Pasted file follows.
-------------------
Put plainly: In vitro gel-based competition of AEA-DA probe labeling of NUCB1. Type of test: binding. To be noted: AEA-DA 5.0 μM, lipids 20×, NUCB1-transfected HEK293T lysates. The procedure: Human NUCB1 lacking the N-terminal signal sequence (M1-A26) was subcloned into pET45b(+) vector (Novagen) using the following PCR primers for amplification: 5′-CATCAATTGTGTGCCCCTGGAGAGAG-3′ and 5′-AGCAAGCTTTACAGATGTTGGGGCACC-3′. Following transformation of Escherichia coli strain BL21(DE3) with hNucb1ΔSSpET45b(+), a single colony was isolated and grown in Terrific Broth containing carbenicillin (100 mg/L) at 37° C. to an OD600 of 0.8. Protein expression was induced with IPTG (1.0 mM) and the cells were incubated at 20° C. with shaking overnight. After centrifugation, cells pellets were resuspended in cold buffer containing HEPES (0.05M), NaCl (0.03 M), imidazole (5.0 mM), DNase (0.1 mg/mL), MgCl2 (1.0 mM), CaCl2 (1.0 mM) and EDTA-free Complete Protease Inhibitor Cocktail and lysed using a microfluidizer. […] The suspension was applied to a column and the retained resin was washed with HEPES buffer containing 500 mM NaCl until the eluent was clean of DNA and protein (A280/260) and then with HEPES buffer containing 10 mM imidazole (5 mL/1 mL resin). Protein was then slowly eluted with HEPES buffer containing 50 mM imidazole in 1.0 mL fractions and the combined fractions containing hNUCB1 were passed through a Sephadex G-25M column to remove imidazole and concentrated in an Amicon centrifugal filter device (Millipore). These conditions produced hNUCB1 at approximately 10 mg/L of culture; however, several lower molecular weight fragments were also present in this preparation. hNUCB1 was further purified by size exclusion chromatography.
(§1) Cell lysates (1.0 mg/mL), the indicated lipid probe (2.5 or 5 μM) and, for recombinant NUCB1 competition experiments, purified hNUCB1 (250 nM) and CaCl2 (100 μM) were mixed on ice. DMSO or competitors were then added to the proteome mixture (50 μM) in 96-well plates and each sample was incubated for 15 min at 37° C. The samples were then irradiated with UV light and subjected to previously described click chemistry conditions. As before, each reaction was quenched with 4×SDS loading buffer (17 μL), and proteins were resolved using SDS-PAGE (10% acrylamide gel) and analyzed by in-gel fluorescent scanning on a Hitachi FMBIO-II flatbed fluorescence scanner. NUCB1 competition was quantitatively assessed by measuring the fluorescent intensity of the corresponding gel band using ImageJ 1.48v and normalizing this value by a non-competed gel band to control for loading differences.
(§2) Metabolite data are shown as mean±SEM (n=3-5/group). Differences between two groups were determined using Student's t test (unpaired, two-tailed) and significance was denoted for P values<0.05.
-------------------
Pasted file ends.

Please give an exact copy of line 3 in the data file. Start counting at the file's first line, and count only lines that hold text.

(§2) Metabolite data are shown as mean±SEM (n=3-5/group). Differences between two groups were determined using Student's t test (unpaired, two-tailed) and significance was denoted for P values<0.05.